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Australia

With many of the veteran growers suggesting that harvest 2017 was a return to the harvests of old, Australia bucked the seemingly unerring trend towards earlier and hotter harvest conditions.

Historically wet conditions in the winter of 2016 and cool damp conditions in the winter of 2017 may have made a few Aussies shiver but there were smiles all-round grower communities across Australia during vintage 2017. Though the weather was by no means perfect, the longer growing season resulted in excellent quality and satisfying yields even if it did mean that there were some exhausted growers and winemakers by the end of it.

 There was palpable relief that 2017 delivered a healthy crop - it was much needed in many regions, their bulk supplies having been plundered over the preceding year by rampant demand from China. A few years ago, many actually hoped for lower yields to put a floor under pricing and to reduce the excess supply but all that has changed. Gone are the long faces and dire warnings, replaced by a new found optimism and confidence that the future Australia is now forging is more sustainable.

 Thistledown is certainly forging its own future, taking it on a path laden with beautiful old vine Grenache, cool, crisp Chardonnays and sanguine, sassy Shiraz. In ever more detail, Thistledown continue to unpick the rich patchwork of South Australian Grenache - reassembling it in their own inimitable style. 2017 witnesses the launch of many new wines from Thistledown but none more exciting than She's Electric - a single vineyard McLaren Vale Grenache with a truly remarkable and oh-so-Aussie tale to tell.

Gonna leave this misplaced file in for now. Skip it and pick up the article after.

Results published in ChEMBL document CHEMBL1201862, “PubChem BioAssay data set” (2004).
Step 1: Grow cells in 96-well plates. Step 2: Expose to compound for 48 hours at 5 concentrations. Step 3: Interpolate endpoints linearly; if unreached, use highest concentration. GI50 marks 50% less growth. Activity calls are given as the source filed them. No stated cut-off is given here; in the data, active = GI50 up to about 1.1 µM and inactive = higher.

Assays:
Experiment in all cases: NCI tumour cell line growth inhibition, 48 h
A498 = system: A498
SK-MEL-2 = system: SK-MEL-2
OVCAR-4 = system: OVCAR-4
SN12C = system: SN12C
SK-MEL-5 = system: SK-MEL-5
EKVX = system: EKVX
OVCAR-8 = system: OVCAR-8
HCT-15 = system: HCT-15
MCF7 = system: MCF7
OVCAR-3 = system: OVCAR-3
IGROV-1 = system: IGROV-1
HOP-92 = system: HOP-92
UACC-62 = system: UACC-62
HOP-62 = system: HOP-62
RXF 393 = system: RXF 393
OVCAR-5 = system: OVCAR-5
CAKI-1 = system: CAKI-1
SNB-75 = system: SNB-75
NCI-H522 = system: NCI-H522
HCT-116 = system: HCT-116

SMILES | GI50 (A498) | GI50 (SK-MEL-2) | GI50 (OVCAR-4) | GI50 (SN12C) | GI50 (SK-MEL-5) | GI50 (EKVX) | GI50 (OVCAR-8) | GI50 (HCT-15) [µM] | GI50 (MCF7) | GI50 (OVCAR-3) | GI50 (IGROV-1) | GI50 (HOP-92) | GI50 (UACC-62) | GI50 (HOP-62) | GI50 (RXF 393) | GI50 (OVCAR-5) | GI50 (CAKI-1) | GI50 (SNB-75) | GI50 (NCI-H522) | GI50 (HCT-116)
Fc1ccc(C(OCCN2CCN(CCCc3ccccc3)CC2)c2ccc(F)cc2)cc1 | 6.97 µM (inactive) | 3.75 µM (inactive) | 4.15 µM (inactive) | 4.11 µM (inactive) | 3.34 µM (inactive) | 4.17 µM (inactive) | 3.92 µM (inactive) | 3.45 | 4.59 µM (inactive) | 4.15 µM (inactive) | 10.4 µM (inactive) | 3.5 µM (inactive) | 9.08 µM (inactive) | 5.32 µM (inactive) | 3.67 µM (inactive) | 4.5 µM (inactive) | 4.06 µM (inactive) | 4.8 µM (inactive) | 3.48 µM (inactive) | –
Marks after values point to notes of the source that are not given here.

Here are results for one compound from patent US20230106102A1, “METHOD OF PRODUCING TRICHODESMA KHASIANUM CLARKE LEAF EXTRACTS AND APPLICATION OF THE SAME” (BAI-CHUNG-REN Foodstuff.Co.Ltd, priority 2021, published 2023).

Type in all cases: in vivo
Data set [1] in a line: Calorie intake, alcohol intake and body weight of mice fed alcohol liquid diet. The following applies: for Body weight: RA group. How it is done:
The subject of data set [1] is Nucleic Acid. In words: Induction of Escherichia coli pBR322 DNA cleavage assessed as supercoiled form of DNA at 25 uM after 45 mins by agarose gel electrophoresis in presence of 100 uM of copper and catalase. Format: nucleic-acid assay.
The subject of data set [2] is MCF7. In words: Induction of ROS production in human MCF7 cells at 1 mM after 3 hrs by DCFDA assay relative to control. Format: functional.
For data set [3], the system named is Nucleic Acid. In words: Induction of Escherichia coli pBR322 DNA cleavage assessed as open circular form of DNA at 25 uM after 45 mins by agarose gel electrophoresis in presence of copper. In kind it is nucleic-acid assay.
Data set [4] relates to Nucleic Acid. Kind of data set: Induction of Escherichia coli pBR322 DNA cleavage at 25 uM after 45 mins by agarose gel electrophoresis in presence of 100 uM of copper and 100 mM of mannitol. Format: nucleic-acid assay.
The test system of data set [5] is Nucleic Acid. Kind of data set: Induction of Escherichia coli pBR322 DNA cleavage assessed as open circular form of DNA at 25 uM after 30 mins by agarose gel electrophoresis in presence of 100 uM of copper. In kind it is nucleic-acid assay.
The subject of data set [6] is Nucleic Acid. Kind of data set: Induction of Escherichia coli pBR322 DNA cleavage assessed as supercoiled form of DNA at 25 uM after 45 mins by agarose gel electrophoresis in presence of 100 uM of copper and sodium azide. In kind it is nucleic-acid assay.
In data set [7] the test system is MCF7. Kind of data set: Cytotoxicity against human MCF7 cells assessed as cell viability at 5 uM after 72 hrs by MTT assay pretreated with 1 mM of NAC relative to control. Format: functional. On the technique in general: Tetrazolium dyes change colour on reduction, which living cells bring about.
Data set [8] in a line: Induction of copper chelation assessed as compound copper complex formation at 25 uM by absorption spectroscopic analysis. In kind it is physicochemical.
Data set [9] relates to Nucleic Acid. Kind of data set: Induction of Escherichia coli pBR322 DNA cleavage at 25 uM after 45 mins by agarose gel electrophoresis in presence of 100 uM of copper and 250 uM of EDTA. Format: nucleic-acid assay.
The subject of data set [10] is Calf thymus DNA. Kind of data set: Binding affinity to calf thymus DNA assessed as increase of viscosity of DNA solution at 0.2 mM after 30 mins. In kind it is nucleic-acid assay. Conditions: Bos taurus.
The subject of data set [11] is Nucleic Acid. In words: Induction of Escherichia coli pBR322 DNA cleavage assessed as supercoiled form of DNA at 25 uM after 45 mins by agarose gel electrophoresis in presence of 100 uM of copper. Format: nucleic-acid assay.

We're also delighted to welcome Garagiste to the Alliance family. Barney Flanders' wines have been much lauded by James Halliday and on visiting the winery, it's easy to see why. As well as being a "good bloke", Barney has the golden touch when it comes to Mornington Chardonnay and Pinot Noir and an admirable, playful approach to skin contact whites, demonstrated by his Cotier wines. There are few regions of Australia capable of making world class Chardonnay and Pinot Noir - Barney ably demonstrates why Mornington Peninsula is one of them.